Concentration of CO2 in the Atmosphere

Solar Power Takes Off at Lebanon’s Granite Air Center

Granite Air Center, with a new solar array on the hangar roof. Courtesy photo.

Lebanon, NH – Granite Air Center, Inc. announced that it has partnered with Norwich Solar Technologies of White River Junction, Vermont, to install a 218.1-kilowatt DC, net-metered photovoltaic (PV) system on the main hangar rooftop at their facility. It is the largest solar array in the city of Lebanon to date. Completed in early May 2018, the solar array will provide Granite Air long-term energy cost reduction and stability through the integration of clean, renewable solar electricity.

Granite Air Center is Lebanon Airport’s fixed base operator (FBO). The FBO provides refueling, repair, maintenance, short and long-term hangar storage, and other services to general aviation and commercial aircraft.

Jason Archambeault, co-owner and chief operations officer of Granite Air Center, said the solar PV project is important to them for a number of reasons. “We love the idea that we can offset a large part of our carbon footprint through solar,” said Archambeault. “We believe following socially responsible business practices is just the right thing to do. And using a local solar company to do the work also supports local jobs.”

The recent increase in solar projects at America’s airports can be credited to a Federal Aviation Administration program. The Airport Environmental Program is intended to reduce emissions, as well benefit operators with significant savings in an industry with historically large operational and environmental costs.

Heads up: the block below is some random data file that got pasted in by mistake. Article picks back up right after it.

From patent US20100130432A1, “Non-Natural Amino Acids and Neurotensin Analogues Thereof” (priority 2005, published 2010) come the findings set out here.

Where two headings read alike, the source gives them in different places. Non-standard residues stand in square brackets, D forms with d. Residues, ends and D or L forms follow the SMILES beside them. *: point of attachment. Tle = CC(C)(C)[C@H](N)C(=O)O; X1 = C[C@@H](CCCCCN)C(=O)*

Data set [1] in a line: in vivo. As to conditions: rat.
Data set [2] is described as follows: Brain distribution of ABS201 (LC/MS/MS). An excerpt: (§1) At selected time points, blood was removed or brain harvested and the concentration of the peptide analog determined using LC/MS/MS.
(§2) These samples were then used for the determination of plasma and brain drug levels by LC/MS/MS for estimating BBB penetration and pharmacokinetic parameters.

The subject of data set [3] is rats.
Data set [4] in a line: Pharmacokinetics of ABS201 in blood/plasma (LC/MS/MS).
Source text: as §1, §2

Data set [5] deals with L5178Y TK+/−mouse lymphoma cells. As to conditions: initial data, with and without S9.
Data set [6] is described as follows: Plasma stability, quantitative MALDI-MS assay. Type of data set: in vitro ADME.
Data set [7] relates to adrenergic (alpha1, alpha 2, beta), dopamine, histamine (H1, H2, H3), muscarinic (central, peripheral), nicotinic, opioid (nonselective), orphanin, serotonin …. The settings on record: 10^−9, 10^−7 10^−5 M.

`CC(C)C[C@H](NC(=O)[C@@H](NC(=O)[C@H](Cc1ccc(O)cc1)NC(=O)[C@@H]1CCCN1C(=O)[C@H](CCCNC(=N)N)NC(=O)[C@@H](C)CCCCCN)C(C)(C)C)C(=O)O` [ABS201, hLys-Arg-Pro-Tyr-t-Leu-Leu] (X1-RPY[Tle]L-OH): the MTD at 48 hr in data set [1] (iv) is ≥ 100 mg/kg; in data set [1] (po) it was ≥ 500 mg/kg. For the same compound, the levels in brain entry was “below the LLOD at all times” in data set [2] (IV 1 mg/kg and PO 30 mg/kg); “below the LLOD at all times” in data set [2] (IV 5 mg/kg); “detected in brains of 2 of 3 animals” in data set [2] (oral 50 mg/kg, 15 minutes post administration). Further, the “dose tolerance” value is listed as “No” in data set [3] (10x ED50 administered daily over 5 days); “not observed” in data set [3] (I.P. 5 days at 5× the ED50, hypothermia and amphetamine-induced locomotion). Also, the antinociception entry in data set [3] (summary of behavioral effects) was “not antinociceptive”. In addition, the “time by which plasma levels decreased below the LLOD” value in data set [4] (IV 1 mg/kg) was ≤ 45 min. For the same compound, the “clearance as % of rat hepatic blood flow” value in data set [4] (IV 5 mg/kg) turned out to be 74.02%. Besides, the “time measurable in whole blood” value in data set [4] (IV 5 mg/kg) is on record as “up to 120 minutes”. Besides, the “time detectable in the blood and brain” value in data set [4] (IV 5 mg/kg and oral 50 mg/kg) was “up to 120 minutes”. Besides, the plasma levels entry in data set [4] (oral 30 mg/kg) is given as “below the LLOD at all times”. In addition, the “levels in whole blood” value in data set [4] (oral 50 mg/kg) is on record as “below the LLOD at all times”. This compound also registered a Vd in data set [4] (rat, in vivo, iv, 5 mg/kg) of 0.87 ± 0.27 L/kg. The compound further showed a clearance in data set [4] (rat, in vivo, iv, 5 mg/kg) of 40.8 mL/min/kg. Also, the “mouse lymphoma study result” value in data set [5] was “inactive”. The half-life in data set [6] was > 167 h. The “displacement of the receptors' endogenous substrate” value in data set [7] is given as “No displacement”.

Airports are particularly attractive for solar installations, not only because of the abundance of structurally sound roof space on hangars and terminals, but also because they typically have unobstructed, unshaded solar exposure. Due to their nearly round-the-clock operation, even smaller regional airports can have significant electricity bills. Granite Air’s solar PV array is expected to meet nearly all of their electricity needs.

“As solar power continues to prove its economic and environmental value, airports in the U.S. are an obvious choice for PV installations. The scale of airport solar projects continues to grow, because there is considerable untapped energy potential at the nation’s roughly 13,000 airports and airfields,” said Bob Lewis, Vice President of Sales and Marketing at Norwich Solar Technologies.

Greg Soho, Granite Air Center co-owner and chief financial officer, added that he came to the realization after a presentation on the project with Norwich Solar. “The decision to move forward with the project was pretty easy, in addition to the environmental benefits of producing renewable solar energy, we are able to stabilize our long-term electricity costs.” With a federal investment tax credit of 30% and a New Hampshire rebate, more than half of the system cost will be offset by incentives, not including the generous accelerated depreciation allowed for renewable energy projects.” Soho added, “With the incentives available to us this is a very viable project.”

In addition to long-term energy savings, the solar array will provide the environmental benefits of offsetting the equivalent of 5,554,000 lbs. of CO2, the equivalent of 11,341,000 miles driven by automobile or 268,000 gallons of jet fuel burned, over its warrantied 25-year lifespan.

Norwich Solar Technologies provided complete services for the project including permitting, site analysis, engineering, procurement, construction and long-term maintenance of the system. The project also required an FAA review, which Norwich Solar facilitated, ensuring that the array does not obstruct visibility from the tower or cause a glare hazard for pilots.

Granite Air Center’s website is

Norwich Solar Technologies’s website is

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